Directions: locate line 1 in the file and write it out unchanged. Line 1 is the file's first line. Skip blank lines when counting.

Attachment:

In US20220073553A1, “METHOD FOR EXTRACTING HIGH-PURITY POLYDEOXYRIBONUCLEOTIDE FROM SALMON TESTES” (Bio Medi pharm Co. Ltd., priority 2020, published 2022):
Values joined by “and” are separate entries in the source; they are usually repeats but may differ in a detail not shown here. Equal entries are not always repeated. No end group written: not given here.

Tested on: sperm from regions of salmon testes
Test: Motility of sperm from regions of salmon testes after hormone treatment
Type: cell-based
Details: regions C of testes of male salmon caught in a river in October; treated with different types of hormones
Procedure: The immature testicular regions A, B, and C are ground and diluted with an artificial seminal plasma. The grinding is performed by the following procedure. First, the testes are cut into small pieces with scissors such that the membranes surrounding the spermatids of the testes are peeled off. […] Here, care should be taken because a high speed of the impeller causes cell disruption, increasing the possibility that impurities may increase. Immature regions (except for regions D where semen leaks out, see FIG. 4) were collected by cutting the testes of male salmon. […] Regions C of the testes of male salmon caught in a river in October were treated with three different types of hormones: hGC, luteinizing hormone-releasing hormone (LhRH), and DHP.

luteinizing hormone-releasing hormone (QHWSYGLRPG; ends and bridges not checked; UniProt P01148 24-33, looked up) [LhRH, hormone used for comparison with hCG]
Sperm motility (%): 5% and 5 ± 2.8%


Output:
In US20220073553A1, “METHOD FOR EXTRACTING HIGH-PURITY POLYDEOXYRIBONUCLEOTIDE FROM SALMON TESTES” (Bio Medi pharm Co. Ltd., priority 2020, published 2022):